Adobe released on Tuesday a new update and it lists only one vulnerability fix for Flash Player, CVE-2017-11305. This vulnerability could have triggered an unintended reset of global settings preference file.
More on the December update patch
The vulnerability affected Windows, Linux, Mac and Chrome. It was rated moderate with a priority rating of 2 and it was listed in security bulletin APSB17-42.
Compared with the November update patch, it definitely tackles fewer issues. The November patch fixed a total of 62 vulnerabilities for Acrobat Reader and 5 major vulnerabilities for Flash Player.
Adobe Flash Player
This software has been created for using Adobe Flash platform content, such as viewing multimedia, streaming videos or other internet apps. Flash Player can be used both for web browsers and for mobile OS.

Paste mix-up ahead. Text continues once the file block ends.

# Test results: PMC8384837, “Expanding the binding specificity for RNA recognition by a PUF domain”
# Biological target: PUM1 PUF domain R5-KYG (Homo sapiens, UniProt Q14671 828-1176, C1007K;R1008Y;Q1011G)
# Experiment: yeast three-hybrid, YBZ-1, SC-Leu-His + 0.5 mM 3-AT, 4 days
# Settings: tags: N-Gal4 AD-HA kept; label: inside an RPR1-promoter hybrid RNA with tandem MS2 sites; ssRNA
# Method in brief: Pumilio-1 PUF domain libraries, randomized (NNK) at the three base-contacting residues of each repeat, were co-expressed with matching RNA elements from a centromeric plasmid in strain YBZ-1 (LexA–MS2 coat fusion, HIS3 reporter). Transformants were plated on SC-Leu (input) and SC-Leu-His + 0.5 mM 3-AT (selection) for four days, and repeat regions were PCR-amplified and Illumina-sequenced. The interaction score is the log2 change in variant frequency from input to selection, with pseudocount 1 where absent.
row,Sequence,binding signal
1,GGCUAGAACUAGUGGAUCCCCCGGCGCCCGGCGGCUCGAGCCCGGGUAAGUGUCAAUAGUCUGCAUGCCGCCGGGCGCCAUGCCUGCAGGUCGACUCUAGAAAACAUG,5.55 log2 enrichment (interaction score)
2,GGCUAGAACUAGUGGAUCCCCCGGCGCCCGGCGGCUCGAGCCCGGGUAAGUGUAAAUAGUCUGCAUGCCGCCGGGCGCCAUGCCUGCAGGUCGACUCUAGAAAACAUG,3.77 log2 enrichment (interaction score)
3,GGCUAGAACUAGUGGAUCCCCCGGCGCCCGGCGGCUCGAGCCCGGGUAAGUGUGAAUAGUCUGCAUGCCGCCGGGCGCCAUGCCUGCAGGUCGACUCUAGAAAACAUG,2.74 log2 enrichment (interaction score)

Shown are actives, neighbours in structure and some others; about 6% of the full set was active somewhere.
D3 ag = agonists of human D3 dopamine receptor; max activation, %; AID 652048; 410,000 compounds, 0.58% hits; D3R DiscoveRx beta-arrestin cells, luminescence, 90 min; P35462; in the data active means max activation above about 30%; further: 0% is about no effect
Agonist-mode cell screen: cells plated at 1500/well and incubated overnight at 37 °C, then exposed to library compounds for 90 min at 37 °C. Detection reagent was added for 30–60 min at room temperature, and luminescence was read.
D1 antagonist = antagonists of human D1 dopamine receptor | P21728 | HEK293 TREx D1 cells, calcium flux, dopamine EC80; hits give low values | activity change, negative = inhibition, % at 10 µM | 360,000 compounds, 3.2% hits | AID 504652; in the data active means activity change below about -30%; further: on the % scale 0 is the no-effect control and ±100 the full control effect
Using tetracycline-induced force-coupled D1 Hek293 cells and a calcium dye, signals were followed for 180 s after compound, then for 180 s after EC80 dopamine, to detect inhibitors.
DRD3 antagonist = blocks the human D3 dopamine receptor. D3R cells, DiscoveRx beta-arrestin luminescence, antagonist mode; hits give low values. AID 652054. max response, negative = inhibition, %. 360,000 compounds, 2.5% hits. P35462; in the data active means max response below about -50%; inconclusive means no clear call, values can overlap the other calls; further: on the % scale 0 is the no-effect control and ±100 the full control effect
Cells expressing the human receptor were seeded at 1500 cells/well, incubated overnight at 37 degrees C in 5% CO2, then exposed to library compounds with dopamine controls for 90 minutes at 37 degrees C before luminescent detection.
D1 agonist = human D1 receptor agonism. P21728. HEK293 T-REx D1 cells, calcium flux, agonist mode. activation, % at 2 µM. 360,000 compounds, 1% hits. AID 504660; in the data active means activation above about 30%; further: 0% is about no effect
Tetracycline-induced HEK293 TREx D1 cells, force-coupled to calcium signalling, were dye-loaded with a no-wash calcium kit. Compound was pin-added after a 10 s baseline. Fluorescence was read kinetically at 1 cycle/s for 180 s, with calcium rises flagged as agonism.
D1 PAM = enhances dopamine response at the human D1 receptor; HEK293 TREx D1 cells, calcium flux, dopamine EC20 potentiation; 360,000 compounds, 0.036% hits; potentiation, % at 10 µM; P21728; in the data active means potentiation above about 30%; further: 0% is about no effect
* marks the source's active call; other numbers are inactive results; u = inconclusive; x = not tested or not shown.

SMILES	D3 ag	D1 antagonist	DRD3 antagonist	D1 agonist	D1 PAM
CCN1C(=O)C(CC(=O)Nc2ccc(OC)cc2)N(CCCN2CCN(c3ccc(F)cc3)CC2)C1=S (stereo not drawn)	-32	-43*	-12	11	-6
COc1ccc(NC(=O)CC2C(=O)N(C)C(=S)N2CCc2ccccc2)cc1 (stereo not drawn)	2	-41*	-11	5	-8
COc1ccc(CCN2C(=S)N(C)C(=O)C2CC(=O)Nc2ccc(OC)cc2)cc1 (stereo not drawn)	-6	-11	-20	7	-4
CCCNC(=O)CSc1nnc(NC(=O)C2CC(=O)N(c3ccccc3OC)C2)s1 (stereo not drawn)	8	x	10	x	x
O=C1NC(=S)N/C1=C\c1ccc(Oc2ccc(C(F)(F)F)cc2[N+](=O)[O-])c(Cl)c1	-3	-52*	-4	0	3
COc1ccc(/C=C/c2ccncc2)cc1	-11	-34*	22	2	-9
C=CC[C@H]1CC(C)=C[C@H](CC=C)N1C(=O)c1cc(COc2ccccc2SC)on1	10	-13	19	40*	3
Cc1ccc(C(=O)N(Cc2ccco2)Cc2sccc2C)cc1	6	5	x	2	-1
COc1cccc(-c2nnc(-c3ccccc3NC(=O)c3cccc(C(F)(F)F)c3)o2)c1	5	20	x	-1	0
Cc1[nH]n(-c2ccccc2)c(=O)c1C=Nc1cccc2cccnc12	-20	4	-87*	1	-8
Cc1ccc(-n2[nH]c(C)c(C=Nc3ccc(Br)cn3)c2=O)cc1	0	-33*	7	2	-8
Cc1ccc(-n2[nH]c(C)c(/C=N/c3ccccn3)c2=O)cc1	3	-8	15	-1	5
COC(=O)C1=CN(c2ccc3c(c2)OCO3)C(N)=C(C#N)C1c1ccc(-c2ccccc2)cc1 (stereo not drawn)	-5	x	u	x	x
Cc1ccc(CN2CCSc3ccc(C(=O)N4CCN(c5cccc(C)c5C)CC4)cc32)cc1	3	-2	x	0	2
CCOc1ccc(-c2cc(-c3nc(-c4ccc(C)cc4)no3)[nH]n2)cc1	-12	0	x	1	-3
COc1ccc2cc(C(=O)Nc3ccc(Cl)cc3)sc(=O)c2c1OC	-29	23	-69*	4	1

It is a veteran and it continues to be used, despite the fact that Adobe has plans to put it down in 2020. The first Flash Player release was in 1996, over 21 years ago.
Flash Player is free of charge and there are plug-in versions available for most web browsers and mobile OS.
Flash Player has been heavily criticized
The security vulnerabilities related to Flash Player have brought the discontent of many, including Apple’s co-founder Steve Jobs. He even published a letter in which all the reasons why Apple banned Flash player from their devices were explained. Some of the things Apple was not satisfied included stability, security, performance, touch screen integration and openness.
Seven years ago, Adobe apologized for not fixing a well known vulnerability for a whole year. Later that year the company had the difficult mission of announcing another critical vulnerability, which was affecting all phones running on Android OS.
It seems that Flash Player’s reign has ended.